ISSN 2050-5337 - ISSUE 5

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Wednesday, 21 June 2017 11:33

Creative Aging with Quicksilver Featured

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What does creative aging look like? Music and movement brings people together. Musician and teaching artist, Anthony Hyatt, takes us into a day in the life of the Quicksilver dance company, a troupe comprised of older adults. Describing how he mirrors and responds to troupe members, deep and meaningful connections are revealed.


Abstract

The Arts for the Aging, Inc. (AFTA) Quicksilver dance company offers an innovative and replicable best practice model for the emergent Creative Aging field. The group utilizes improvisation techniques to fulfill its mission of engaging older adults in health improvement and life enhancement through the arts. The efficacy of this work is supported by a growing body of research that has identified mastery and social engagement as the two key components that are essential for participatory arts programs to be successful in delivering health and wellness benefits to their participants

Keywords

Creative aging, improvisation, mixed ability dance, music, health, wellness

 

‘I want two dancers: One from Quicksilver and one from Support Center....’

Their impromptu pas de deux took place in the center of the circle. The dancers turned round each other as they gestured with their limbs. The older one, in her mid-eighties and now standing on one foot, leaned her weight into the arm of the other dancer’s wheelchair. The seated one gracefully arced her arm up in response as she sang with the violin’s melody. The surrounding ‘audience’ joined in. Rocking their bodies they sang ‘Under the Boardwalk we’ll be having some fun....’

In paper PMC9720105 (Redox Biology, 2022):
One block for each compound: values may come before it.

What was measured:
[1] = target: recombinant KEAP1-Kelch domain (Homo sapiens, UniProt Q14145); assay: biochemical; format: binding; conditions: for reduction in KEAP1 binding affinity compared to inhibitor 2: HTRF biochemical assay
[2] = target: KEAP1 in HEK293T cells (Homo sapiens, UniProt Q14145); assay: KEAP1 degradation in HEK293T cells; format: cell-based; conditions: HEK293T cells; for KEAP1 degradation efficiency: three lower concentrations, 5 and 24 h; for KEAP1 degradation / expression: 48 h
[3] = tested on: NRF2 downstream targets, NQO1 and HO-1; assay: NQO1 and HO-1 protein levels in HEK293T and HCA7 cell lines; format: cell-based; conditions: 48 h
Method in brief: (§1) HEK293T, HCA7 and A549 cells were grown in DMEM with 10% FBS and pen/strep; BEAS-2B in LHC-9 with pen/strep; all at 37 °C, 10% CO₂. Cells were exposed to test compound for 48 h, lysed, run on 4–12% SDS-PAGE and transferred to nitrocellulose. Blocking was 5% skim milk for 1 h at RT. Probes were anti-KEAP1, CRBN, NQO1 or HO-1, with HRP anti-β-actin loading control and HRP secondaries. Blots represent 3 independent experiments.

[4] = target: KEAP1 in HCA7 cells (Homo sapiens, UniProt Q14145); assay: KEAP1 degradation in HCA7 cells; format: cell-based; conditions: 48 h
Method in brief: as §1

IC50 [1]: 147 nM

It was another day and another dance with Quicksilver, the Arts for The Aging Inc. improvisational dance company for seniors. The choreographic direction came from Nancy Havlik the company’s founder and co-director. The violin music came from this author, her co-director.


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Anthony Hyatt

Anthony Hyatt is a violinist and multimedia performance artist from the Washington DC area whose interest is in the role and use of improvisation techniques in the creative process. He is a teaching-artist working with many human service organizations including the non-profit, Arts for the Aging, under whose auspices he leads creative engagement programs at senior centers and for whom he co-directs the senior citizen dance improvisation company known as Quicksilver.

Anthony is a master trainer of the USA-based National Center for Creative Aging. He is a Dance for Parkinson’s teacher and he is an artist in residence in The Medstar Georgetown University Hospital's paediatric, cancer and palliative care programmes. Anthony is honored to be a colleague of the USA-based Creative Education Foundation and a leader/facilitator for other affiliated international organizations like CREA in Europe and Mindcamp in Canada. He does additional creativity consulting and facilitation work through his own organization which is called Moving Beauty. Anthony is also a valued member of the Creativity & Human Development Editorial Team.

Media

Scattered Light by DPG & Quicksilver Senior Dance Company
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